Two of writer/artist Faith Erin Hicks' childhood passions - horses and Star Trek - have resurfaced in her life to inspire her next graphic novel, Ride On.
Scheduled to debut in the winter of 2022 from First Second, Hicks' Ride On follows a young woman named Victoria who was a horse-loving girl growing up, but fell away from the hobby after a falling out with a childhood best friend with whom she shared it with. In this new OGN, Victoria tries to get back on the horse, so to speak, with a new community of friends to help guide her.
Newsarama had the chance to chat with Faith Erin Hicks about Ride On. We discuss how her childhood inspired the book, the possibility of her picking up riding again like her protagonist, and she even teases her next graphic novel project.
Newsarama: Ride On is going to be tackling Star Trek and horses. At first glance, these are two very different interests. Faith, what made you want to put them in a story together?
Faith Erin Hicks: Well, that was pretty much my preteen to teen years. I loved horses so much, I was absolutely a horse-crazy girl as a kid. I rode horses for many years, and desperately wanted my own horse (never happened, sadly). All I wanted in the world was horses. And then when I started getting a little bit older, I started watching Star Trek: The Next Generation and fell in love with it. It became my entry into other interests that would eventually blossom into my love of creating and comics.
Newsarama: Tell us a bit about Ride On's characters.
Hicks: There are four main characters: Victoria, a young rider who's had a big falling out with her horse-crazy best friend, and is looking for a new stable to ride at. And the other kids who ride at this ramshackle stable called Edgewood: Norrie (who thinks she's kind of the boss of the stable, but in a nice way), Hazel (who likes horses because they don't care that she's not a talker) and Sam (who's the only boy at the stable, and hates being teased by his brothers over his love of this particular sport).
Newsarama: You've stated when you were younger you were a big fan of horses. Are there any stories from your personal experience with the sport that inspired this story?
Hicks: Yes, there's a lot of my personal experiences in this book, but I'd like to keep them under wraps, because spoilers.
Newsarama: You've published a lot of work through First Second Books, what do you enjoy about working with the publishing company?
Hicks: I like what traditional publishers can offer me, especially getting my books into schools and libraries. Those outlets feel pretty important to me, as that's where a lot of kids have access to my books. Also, on a personal level, everyone at First Second is a good egg. I like working with them.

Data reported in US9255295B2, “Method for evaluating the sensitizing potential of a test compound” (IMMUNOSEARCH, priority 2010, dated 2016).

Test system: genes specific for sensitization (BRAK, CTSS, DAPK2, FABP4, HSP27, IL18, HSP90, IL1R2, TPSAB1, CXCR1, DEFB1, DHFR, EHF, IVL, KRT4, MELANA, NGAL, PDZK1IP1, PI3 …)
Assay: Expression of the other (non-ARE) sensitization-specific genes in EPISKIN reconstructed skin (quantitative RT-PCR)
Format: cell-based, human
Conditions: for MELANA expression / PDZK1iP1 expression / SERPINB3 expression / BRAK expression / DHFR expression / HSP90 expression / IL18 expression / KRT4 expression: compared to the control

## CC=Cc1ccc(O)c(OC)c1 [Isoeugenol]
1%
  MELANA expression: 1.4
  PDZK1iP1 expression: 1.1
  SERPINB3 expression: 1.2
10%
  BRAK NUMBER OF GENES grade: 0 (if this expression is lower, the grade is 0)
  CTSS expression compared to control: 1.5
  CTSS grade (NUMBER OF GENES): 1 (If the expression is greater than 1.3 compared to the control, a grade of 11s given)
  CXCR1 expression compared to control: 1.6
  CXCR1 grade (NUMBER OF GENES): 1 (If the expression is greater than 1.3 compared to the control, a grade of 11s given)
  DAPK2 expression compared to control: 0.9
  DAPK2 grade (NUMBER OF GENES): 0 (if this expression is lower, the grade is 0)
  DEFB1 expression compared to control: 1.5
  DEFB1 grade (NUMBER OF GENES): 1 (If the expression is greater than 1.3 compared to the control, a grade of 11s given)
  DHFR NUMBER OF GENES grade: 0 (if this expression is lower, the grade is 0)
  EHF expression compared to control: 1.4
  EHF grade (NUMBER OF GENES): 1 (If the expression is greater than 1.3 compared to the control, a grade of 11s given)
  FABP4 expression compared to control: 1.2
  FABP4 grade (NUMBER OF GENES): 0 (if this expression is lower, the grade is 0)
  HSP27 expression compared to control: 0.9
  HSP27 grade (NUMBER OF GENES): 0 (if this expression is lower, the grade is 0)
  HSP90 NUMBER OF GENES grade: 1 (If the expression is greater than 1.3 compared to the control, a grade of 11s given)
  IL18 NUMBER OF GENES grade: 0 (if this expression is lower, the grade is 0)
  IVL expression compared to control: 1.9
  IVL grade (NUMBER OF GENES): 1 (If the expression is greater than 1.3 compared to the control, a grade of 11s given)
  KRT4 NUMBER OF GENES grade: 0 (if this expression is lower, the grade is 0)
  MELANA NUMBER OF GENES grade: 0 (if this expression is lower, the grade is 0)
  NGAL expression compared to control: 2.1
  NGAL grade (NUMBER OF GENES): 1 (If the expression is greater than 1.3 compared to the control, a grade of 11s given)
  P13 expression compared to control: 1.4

Newsarama: With this book, did you rediscover your love for horses? What's your relationship with horseback riding now?
Hicks: Sadly, I haven't ridden since my late teens. Riding is an expensive sport, and my many years of being a poor student followed by a poor cartoonist meant it was financially beyond my means.
At the beginning of last year, I was looking into the cost of taking some lessons, but the pandemic put a stop to that. Maybe I'll ride again someday; I'd like to.
Newsarama: With personal projects and work for hire, how many projects are you working on right now?
Hicks: Just one at the moment, but more are waiting in the wings.
Ride On preview
Newsarama: What's your work balance as a writer and artist? How do you break up the day with both tasks?
Hicks: I don't know that I really have a balance? I'm not good at multitasking, so it works better for me to just concentrate on one thing at a time. If I have a script to write, I focus on it 100% of the time until the script is done. Same for art, but I'll take a break from that if there's an Avatar: The Last AIrbender script (or something else) that I need to write.
Newsarama: Following Ride On, what future projects can you tease?
Hicks: I just finished the second draft of the script for my next original graphic novel: it's a teen romance, the first time I've done this kind of comic. I hope people like it!
Newsarama: Is there a genre, format, or anything in the comic book medium that you haven't been able to tackle that you want to do next?
Hicks: I love space horror (Alien is one of my favorite movies), and while I'd love to do a space horror comic, I feel like it'd be absolutely terrible. So that'll be my pie in the sky, never going to happen comic, I guess.
Learn more about this writer/artist with our Q&A, the secret origin of Faith Erin Hicks.